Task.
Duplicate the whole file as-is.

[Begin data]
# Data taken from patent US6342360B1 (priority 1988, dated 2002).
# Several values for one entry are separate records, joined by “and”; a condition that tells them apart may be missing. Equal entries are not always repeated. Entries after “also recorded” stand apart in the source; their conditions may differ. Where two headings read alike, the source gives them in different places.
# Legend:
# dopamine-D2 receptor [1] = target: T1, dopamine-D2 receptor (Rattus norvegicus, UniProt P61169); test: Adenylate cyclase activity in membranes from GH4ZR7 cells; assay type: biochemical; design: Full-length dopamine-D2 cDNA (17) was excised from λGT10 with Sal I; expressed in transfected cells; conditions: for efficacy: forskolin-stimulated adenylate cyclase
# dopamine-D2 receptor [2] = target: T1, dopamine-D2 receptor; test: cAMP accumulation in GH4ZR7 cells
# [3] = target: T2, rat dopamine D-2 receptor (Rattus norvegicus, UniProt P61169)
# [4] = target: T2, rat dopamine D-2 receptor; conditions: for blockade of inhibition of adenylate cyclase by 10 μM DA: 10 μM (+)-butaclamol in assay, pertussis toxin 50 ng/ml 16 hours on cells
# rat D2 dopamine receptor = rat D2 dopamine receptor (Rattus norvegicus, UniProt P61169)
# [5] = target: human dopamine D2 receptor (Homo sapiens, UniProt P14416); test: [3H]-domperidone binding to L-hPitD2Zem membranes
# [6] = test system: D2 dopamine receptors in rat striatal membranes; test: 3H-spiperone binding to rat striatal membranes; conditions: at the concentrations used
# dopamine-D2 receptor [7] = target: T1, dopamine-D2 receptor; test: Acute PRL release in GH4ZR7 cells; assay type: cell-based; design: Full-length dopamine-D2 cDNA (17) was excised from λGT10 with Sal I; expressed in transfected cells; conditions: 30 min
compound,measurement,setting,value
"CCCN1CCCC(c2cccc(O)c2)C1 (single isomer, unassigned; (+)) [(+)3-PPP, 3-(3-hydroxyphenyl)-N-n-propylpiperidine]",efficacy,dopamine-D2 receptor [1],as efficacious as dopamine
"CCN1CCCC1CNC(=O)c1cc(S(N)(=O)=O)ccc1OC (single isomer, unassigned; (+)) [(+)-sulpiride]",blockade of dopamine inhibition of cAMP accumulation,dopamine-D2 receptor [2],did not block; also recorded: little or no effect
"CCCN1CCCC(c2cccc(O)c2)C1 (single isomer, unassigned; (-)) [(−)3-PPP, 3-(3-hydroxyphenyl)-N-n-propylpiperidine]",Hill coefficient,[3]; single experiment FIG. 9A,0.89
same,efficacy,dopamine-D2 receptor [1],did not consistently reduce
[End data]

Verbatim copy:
# Data taken from patent US6342360B1 (priority 1988, dated 2002).
# Several values for one entry are separate records, joined by “and”; a condition that tells them apart may be missing. Equal entries are not always repeated. Entries after “also recorded” stand apart in the source; their conditions may differ. Where two headings read alike, the source gives them in different places.
# Legend:
# dopamine-D2 receptor [1] = target: T1, dopamine-D2 receptor (Rattus norvegicus, UniProt P61169); test: Adenylate cyclase activity in membranes from GH4ZR7 cells; assay type: biochemical; design: Full-length dopamine-D2 cDNA (17) was excised from λGT10 with Sal I; expressed in transfected cells; conditions: for efficacy: forskolin-stimulated adenylate cyclase
# dopamine-D2 receptor [2] = target: T1, dopamine-D2 receptor; test: cAMP accumulation in GH4ZR7 cells
# [3] = target: T2, rat dopamine D-2 receptor (Rattus norvegicus, UniProt P61169)
# [4] = target: T2, rat dopamine D-2 receptor; conditions: for blockade of inhibition of adenylate cyclase by 10 μM DA: 10 μM (+)-butaclamol in assay, pertussis toxin 50 ng/ml 16 hours on cells
# rat D2 dopamine receptor = rat D2 dopamine receptor (Rattus norvegicus, UniProt P61169)
# [5] = target: human dopamine D2 receptor (Homo sapiens, UniProt P14416); test: [3H]-domperidone binding to L-hPitD2Zem membranes
# [6] = test system: D2 dopamine receptors in rat striatal membranes; test: 3H-spiperone binding to rat striatal membranes; conditions: at the concentrations used
# dopamine-D2 receptor [7] = target: T1, dopamine-D2 receptor; test: Acute PRL release in GH4ZR7 cells; assay type: cell-based; design: Full-length dopamine-D2 cDNA (17) was excised from λGT10 with Sal I; expressed in transfected cells; conditions: 30 min
compound,measurement,setting,value
"CCCN1CCCC(c2cccc(O)c2)C1 (single isomer, unassigned; (+)) [(+)3-PPP, 3-(3-hydroxyphenyl)-N-n-propylpiperidine]",efficacy,dopamine-D2 receptor [1],as efficacious as dopamine
"CCN1CCCC1CNC(=O)c1cc(S(N)(=O)=O)ccc1OC (single isomer, unassigned; (+)) [(+)-sulpiride]",blockade of dopamine inhibition of cAMP accumulation,dopamine-D2 receptor [2],did not block; also recorded: little or no effect
"CCCN1CCCC(c2cccc(O)c2)C1 (single isomer, unassigned; (-)) [(−)3-PPP, 3-(3-hydroxyphenyl)-N-n-propylpiperidine]",Hill coefficient,[3]; single experiment FIG. 9A,0.89
same,efficacy,dopamine-D2 receptor [1],did not consistently reduce